Just before going to the Writivism 2015 Workshop in Dar es Salaam, I wrote this post. At the end I said “Sometimes people talk about writing and get so academic. I just sit there, acting like I understand what they are saying. I hope those moments will be rare in Dar.”

This was the second workshop I have attended. The first one was Kwani?’s workshop in residency at Tafaria, held mid-2014, facilitated by Billy Kahora and NoViolet Bulawayo. Being a student of law, I had to play catch up at that workshop, because when a person like Alexander Ikawah began talking, he would get so technical about Literature, talking in lit jargon that invariably made me feel ignorant. So most of the time, when the sessions were over, I would walk over to him and ask him to translate whatever he was saying into English.

I longed for a time when we would talk matters legal so that I would also show off my Latin and katiba proficiency at him in retaliation. But that moment never materialized.

But that was not the case at the Writivism workshop, Dar edition.

Never for a single moment did I feel out of place, or lost. This is largely because of the manner in which our facilitator, Zukiswa Wanner, conducted the entire process. That and the fact that we only had 3 days to do the workshop, so nobody had the time to show off.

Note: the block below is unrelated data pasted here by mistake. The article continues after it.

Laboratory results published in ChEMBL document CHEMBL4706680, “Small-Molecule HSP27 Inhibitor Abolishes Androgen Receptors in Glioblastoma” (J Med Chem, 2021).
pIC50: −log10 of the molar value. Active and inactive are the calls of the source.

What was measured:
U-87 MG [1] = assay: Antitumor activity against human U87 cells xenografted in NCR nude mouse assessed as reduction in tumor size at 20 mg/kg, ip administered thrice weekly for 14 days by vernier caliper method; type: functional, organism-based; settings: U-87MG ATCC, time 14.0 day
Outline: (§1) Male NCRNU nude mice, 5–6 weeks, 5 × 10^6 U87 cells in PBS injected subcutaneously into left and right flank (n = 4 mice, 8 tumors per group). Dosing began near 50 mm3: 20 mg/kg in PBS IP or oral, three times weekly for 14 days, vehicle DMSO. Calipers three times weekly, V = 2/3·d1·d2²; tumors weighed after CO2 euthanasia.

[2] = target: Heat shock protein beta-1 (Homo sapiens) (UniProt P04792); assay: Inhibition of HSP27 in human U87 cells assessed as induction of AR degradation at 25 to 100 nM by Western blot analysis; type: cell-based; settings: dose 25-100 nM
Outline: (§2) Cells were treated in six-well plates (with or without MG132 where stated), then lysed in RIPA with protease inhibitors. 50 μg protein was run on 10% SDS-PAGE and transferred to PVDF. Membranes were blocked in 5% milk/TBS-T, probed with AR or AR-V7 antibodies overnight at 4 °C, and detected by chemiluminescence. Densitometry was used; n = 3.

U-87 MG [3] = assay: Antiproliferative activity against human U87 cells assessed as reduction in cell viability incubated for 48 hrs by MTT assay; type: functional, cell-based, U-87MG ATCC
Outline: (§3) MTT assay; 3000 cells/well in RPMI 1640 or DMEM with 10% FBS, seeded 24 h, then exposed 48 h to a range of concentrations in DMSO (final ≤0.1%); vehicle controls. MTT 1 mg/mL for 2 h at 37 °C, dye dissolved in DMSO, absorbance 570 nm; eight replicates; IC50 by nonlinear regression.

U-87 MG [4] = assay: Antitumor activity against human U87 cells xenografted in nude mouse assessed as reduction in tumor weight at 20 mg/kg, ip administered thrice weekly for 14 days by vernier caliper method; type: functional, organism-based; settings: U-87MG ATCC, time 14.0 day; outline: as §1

So this is how the cookie crumbled in Tanzania.

It was held at the CDEA Arts Space, and co-facilitated by our generous host Ayeta Wangusa. Other guests in attendance were members of Kenya’s literati corps; book critic James Murua, author Abigail Arunga and the Miles Morland 2014 laureate, Ndinda Kioko.

The first day was spent reading texts by other authors – short stories by Abubakar Adam, Igoni Barrett, Molara Wood, Tolu Ogunlesi and Ryan O’Neill. Most of us did not understand why this exercise was important until Zukiswa said, “Nobody can never teach you how to write. It is either you have it or you don’t. However, if you want to better your craft, then the best way to do that is by reading.”